Not  far from Siracusa is Noto, at the foot of the Iblea Mountains,  giving the name to the valley, known as Val di Noto. Ancient Noto lies 8 Km away on Mount Alveria.According to legend, Daedalus stopped here after his flight over the Ionian Sea, as well as Hercules, after his seventh task.
 

The Valley of the temples, the ancient Greek wonder, stands below the medieval city of Agrigento (ancient Akragas in Greek).  Here five magnificent Doric temples are lined up overlooking the not so distant blue waters of Mediterranean Sea, as to greet the returning sailors. The archaeological site of Valley of the Temples, (the term "valley" is a misnomer)  is another outstanding examples of Greater Greece art and architecture. The area was included in the UNESCO Heritage Site list in 1997.  The archaeological park is the largest archaeological site in the world with 1,300 hectares.
 
 
Selinunte ( Trapani province) is believed to have been founded by archaic greeks in 650 BC to be  destroyed almost 400 years later by the Carthaginians.
 

 
Segesta was inhabited by the Elymian people, one of the three indigenous peoples of Sicily during the Bronze Age and Classical antiquity. It was destroyed by the Vandals. Current archaeological work indicates that the site was reoccupied by a Muslim community in the Norman period. Little is known about the city under Roman rule, but it is probable that the population gradually moved to the port city of Castellammare due to better trading opportunities. The hilltop offers a view over the valley towards the Gulf . The city controlled several major roads between the coast to the north and the hinterland.
 
 
Soluntum or Solus,  one of the three chief Phoenician settlements in the island, situated to the east of Cape Zafferano. Soluntum was one of the few colonies that the Phoenicians retained when they gave way before the advance of the Greek colonies in Sicily. Excavations have brought to light considerable remains of the ancient town, belonging entirely to the Roman period, and a good deal still remains unexplored.  An archaic oriental Artemis sitting between a lion and a panther, found here, is in the museum at Palermo, with other antiquities from this site. An inscription, erected by the citizens in honor of Fulvia Plautilla, the wife of Caracalla, was  found there in 1857.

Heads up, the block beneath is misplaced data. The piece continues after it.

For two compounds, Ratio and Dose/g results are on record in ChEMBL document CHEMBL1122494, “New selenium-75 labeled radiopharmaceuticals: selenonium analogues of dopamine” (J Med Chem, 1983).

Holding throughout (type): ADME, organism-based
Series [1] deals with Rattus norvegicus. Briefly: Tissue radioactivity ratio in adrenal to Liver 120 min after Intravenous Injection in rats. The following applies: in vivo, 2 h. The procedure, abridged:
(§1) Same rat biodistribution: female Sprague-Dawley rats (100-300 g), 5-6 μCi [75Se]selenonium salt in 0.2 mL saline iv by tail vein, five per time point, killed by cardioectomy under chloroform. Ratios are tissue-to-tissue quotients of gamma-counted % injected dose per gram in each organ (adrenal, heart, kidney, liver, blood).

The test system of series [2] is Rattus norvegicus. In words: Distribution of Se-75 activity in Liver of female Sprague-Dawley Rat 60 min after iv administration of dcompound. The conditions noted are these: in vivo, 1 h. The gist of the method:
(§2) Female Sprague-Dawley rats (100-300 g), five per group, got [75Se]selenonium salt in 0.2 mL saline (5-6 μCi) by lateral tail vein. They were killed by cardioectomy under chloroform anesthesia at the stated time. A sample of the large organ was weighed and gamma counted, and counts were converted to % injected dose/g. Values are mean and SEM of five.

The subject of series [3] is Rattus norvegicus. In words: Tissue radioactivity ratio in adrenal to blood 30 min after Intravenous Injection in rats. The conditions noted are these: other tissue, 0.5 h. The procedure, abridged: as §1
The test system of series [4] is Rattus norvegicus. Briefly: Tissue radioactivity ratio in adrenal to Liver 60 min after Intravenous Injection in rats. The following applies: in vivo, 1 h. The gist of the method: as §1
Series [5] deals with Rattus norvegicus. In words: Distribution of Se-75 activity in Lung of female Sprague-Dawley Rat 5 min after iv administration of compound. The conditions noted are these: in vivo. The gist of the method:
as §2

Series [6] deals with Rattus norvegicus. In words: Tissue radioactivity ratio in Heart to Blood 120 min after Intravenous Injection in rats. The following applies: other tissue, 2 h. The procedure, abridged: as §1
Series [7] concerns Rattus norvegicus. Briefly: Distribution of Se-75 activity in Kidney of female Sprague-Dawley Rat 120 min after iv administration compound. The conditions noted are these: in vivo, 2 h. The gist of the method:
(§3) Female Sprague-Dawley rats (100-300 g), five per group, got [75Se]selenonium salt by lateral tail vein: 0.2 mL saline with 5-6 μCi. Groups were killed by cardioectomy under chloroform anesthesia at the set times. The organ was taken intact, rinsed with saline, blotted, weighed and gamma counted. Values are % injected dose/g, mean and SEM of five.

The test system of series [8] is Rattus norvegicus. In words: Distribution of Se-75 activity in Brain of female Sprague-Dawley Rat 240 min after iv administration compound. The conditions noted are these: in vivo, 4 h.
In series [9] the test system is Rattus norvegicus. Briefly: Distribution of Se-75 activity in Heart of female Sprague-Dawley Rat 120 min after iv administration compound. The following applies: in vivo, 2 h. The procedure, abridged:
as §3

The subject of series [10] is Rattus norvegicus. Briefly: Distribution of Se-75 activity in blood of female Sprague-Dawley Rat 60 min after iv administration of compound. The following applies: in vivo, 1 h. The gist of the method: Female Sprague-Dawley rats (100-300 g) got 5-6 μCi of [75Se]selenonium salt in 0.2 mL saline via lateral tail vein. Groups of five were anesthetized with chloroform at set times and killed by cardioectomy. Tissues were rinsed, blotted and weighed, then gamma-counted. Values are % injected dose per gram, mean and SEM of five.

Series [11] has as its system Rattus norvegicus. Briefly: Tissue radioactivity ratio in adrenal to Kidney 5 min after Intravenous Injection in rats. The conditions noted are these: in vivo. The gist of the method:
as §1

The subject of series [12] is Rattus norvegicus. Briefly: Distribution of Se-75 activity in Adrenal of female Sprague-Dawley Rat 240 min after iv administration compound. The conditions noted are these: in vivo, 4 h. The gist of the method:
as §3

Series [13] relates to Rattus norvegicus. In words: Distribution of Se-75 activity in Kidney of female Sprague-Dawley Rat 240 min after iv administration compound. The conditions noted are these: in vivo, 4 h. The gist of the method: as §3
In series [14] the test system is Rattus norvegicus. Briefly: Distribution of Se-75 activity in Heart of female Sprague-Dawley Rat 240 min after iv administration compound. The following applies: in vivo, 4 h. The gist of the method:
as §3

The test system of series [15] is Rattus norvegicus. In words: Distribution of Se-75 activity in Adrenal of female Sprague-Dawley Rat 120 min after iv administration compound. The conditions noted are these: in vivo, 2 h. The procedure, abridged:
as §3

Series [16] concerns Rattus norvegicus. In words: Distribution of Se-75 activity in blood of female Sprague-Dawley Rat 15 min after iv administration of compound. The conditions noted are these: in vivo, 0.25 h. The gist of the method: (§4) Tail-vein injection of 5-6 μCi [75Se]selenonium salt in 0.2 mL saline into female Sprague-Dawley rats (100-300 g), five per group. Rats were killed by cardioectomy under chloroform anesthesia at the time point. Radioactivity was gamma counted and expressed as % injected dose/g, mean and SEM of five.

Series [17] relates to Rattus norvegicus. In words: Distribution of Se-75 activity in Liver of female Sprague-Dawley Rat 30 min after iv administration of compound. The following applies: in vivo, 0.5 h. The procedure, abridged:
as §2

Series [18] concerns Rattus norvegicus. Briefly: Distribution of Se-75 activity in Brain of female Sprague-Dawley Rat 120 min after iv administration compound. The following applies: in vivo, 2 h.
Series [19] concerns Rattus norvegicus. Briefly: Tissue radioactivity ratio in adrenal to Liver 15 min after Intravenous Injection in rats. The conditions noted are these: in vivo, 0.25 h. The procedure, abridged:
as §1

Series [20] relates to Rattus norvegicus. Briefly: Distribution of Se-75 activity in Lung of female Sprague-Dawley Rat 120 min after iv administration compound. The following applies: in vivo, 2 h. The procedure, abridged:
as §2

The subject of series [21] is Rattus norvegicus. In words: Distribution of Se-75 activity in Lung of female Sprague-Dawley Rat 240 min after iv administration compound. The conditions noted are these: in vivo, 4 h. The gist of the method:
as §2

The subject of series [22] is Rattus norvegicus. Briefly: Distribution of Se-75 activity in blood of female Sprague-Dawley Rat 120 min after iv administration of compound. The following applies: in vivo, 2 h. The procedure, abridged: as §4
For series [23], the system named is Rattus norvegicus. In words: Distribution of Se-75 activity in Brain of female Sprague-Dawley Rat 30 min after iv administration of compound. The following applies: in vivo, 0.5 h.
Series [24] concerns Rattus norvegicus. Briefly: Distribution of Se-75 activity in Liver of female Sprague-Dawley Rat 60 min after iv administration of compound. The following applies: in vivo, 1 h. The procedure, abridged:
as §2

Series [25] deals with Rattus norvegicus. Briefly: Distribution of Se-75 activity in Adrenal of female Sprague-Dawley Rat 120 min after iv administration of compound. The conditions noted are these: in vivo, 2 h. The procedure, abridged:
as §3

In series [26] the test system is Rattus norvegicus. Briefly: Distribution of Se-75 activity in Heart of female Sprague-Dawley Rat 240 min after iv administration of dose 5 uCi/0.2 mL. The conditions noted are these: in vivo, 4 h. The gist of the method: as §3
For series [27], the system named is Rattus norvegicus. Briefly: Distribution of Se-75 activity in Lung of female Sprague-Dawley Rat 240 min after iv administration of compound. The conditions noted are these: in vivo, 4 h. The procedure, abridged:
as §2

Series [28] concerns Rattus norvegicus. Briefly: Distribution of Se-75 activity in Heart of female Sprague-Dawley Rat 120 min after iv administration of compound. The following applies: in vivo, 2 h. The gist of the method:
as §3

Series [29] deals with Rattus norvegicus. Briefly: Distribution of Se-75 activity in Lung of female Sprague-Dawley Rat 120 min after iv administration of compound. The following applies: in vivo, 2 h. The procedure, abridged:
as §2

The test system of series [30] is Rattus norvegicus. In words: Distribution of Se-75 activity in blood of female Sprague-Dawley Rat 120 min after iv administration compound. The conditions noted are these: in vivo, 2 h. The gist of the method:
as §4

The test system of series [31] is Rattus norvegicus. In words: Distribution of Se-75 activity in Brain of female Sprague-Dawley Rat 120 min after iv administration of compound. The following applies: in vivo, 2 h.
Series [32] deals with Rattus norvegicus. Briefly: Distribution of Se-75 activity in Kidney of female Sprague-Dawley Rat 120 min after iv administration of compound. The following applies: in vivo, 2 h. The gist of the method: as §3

The Villa Romana del Casale a Piazza  Armerina  (Enna - four km from Piazza Armerina) although not the classic aristocratic roman villa, it does have the characteristics of a suburban imperial palace . The overall plan of the villa reflects a time when the Roman Empire was mostly based on the exploitation of the rural economy when most of the hard work was performed by slaves. Decorations such as the several masterly executed mosaics, finest mosaics anywhere in the Roman world, and luxury private quarters  suggest that the villa was owned by a rich Roman Patrician, the Roman ruling class. Below, a view of thermal baths complex. 
 
 
Sardinia
 
  
The Nuraghi  is a settlement consisting of a seventeenth century BCE ,  with a central bastion, corner towers and a village built around it with dry stones walls and conical roofs made of wood and branches, strategically connected to other Nuraghes. They are considered by scholars the most impressive expression of the Nuragic civilization and were included in the UNESCO list of World Heritage Sites in 1997.


Abbasanta is a town in the province of Oristano. Neraby is an impressive stone  structure know as Losa Nuraghe whose central tower dates back to 1000 BC.
 
 
Tharros  is an archaeological site near the village of San Giovanni di Sinis, on the west coast of Sardinia, in the Province of Oristano.The ancient city was founded by Phoenicians on the remains of a former village built by the nuragic peoples (1900-730 BC).
 

 
The Temple of Antas (Near the town of Fluminimaggiore - Carbonia -Iglesias province) consists of a Roman temple, built over the remains of the Carthaginian one. The archaeological area of  the temple includes a small necropolis, remains of an ancient Nuragic village (13th-10th centuries BC), Roman quarries of limestone and an ancient path connecting the temple to a sacred cave where the water cult was practiced.

 
 
 
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At glance : Basilicata
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Codex purpureus Rossanensis - A 6th-century illuminated manuscript Gospel book written following the reconquest of the Italian peninsula by the Byzantine Empire... >>>
 

 
The Cattolica di Stilo is a Byzantine church in Calabria and a national monument. Built in the 9th century, when Calabria was part of the Byzantine Empire. One of the most important examples of Byzantine architecture...>>>


 
Another  witness to Byzantine domination is the medieval town of Santa Severina in the province of Crotone...>>>